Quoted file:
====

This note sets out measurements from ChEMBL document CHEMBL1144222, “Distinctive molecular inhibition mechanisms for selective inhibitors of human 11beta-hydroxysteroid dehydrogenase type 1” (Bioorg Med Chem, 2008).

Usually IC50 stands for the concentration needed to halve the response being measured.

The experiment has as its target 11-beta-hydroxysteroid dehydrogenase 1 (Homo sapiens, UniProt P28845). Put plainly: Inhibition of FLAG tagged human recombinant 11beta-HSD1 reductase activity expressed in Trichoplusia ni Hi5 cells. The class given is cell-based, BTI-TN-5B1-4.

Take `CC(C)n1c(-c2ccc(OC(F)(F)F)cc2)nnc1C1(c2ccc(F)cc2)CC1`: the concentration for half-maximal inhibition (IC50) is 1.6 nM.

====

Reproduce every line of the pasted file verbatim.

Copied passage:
This note sets out measurements from ChEMBL document CHEMBL1144222, “Distinctive molecular inhibition mechanisms for selective inhibitors of human 11beta-hydroxysteroid dehydrogenase type 1” (Bioorg Med Chem, 2008).

Usually IC50 stands for the concentration needed to halve the response being measured.

The experiment has as its target 11-beta-hydroxysteroid dehydrogenase 1 (Homo sapiens, UniProt P28845). Put plainly: Inhibition of FLAG tagged human recombinant 11beta-HSD1 reductase activity expressed in Trichoplusia ni Hi5 cells. The class given is cell-based, BTI-TN-5B1-4.

Take `CC(C)n1c(-c2ccc(OC(F)(F)F)cc2)nnc1C1(c2ccc(F)cc2)CC1`: the concentration for half-maximal inhibition (IC50) is 1.6 nM.